• We saw extensive evidence of positive feedback from women who had used the service; including from women who had received difficult news, and those who had experienced pregnancy loss.

  • Staff understood the importance of obtaining informed consent, and involved patients and those close to them in decisions about their care and treatment.

  • The service had a vision for what it wanted to achieve, and consistently engaged well with patients and staff to plan and manage services.

We found the following areas of outstanding practice:

  • We saw all staff at the service (including scan assistants) had received safeguarding children and young people, and safeguarding adults’ level three training. In addition to this, we saw that staff mandatory training at the location included documented six-monthly review and understanding checks of Window to the Womb safeguarding policies.

  • There were high levels of emotional support available to women and their companions. Scan assistants acted as chaperones, to ensure women felt comfortable and received optimum emotional support. All staff received communication training to offer emotional support. We also saw scan assistants periodically assessed sonographers for their quality of customer care and communication skills, and findings were fed-back to them. The service purposely ran early pregnancy and later pregnancy clinics at different times to ensure that women who had experienced pregnancy loss or were anxious about their pregnancy did not share the same area with women who were much later in their pregnancy. Staff had received enhanced bereavement and communication training. The service also benefited from a dedicated ‘quiet room’, which could be used if women and their companions had received difficult news.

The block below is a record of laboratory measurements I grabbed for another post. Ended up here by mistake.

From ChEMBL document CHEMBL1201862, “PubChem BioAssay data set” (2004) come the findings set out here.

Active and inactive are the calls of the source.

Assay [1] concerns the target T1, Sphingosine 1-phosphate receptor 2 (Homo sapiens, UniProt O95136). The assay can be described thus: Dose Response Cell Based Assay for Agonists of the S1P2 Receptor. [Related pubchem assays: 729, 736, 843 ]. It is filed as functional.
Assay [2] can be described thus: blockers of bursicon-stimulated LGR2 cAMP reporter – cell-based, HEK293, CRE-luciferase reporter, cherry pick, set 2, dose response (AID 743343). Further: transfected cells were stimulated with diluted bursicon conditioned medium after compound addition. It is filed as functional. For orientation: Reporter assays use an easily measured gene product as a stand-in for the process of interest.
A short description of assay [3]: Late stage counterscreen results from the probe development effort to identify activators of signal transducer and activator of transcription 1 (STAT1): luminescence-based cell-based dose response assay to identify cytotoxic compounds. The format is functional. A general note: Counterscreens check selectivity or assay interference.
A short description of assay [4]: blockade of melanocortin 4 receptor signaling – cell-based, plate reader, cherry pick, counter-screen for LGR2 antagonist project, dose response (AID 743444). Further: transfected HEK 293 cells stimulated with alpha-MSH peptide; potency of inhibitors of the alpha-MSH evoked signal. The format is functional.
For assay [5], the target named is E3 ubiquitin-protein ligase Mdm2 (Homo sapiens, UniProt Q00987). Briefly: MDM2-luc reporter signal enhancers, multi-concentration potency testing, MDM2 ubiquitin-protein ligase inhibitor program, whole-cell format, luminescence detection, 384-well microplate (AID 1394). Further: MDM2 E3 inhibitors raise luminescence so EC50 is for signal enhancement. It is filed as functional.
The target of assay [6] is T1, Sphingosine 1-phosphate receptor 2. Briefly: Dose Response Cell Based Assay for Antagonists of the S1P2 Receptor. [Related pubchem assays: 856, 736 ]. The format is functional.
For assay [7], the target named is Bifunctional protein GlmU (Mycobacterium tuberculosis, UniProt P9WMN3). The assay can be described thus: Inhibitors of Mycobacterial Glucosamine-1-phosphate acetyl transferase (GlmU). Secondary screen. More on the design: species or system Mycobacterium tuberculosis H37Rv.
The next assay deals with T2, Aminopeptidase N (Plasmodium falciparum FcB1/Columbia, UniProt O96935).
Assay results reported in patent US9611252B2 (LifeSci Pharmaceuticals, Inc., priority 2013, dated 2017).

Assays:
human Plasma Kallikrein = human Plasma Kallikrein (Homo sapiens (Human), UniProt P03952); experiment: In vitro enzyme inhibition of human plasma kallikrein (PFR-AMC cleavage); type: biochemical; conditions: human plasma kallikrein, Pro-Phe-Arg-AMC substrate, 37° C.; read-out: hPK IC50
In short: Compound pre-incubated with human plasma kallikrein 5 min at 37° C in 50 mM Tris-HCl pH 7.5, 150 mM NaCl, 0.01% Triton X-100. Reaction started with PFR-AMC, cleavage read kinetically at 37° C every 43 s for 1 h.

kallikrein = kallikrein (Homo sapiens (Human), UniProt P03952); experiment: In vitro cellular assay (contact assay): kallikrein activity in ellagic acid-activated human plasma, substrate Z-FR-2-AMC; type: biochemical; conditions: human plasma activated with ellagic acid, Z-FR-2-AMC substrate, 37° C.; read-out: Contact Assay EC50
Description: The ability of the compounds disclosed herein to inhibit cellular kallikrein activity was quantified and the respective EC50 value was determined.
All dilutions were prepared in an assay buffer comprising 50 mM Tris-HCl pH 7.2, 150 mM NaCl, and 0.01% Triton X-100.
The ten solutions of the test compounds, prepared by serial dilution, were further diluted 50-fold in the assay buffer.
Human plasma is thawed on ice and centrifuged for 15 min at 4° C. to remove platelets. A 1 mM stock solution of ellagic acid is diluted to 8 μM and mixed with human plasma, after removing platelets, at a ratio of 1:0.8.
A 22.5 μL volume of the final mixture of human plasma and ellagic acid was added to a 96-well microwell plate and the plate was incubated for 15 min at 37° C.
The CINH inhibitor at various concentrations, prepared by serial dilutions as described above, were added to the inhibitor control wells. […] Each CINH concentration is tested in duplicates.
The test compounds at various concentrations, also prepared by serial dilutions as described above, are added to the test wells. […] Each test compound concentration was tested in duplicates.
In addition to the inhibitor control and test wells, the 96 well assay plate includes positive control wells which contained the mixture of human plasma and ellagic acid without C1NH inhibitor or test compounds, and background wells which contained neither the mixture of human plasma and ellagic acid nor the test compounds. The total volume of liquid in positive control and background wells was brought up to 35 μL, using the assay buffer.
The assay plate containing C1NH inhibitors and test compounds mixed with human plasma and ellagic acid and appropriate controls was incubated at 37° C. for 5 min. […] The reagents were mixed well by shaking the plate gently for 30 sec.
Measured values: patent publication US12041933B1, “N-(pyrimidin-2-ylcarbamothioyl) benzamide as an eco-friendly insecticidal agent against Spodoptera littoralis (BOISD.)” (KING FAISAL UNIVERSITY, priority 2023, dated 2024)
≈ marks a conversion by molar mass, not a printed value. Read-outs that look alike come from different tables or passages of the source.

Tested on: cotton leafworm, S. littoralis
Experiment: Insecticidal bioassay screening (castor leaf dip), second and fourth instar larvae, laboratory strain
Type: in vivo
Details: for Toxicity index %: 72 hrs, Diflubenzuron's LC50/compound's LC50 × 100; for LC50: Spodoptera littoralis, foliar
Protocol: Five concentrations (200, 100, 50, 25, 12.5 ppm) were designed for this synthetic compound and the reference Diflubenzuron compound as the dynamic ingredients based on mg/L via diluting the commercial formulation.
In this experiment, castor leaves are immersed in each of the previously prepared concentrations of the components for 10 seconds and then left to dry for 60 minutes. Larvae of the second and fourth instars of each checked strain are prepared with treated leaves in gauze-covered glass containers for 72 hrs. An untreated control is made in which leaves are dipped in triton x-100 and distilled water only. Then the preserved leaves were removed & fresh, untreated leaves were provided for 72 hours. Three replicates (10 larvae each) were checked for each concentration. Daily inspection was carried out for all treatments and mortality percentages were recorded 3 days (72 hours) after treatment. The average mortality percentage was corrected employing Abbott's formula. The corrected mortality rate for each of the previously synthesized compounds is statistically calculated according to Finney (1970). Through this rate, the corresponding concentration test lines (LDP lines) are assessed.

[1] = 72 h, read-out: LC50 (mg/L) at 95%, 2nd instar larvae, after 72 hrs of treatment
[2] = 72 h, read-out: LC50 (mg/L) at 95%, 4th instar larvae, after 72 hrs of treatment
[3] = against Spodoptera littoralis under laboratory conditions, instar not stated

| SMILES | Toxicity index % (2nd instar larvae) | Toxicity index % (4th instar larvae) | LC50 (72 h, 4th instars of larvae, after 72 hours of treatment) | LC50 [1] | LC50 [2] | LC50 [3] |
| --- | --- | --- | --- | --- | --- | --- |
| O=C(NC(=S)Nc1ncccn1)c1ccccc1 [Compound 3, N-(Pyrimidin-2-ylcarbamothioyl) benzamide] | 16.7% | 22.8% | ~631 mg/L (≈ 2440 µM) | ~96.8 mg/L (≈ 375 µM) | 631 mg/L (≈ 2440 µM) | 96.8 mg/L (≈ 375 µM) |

• The service systematically improved service quality and safeguarded high standards of care by creating an environment for excellent care to flourish. The registered manager was a registered bereavement midwife of ten years standing with extensive of practice in large NHS teaching hospitals; they brought this breadth of experience to leadership of the service. Leaders strived to deliver and motivated staff to succeed; personal and professional staff development was positively encouraged and there was a deeply embedded system of leadership development and succession planning. The service was committed to promoting training, research and innovation. For example, the service had formed a collaboration with a local (Russel group) university and assisted them with performing research scans for fetal research. They had participated in a study exploring auditory simulation in the womb, and another study exploring the effects of hyperemesis and smoking on the fetus. At inspection, we saw that the service was currently involved in a study exploring fetal taste preferences. They were also due to assist with an upcoming study exploring the effects of maternal anxiety and depression on fetal neural development.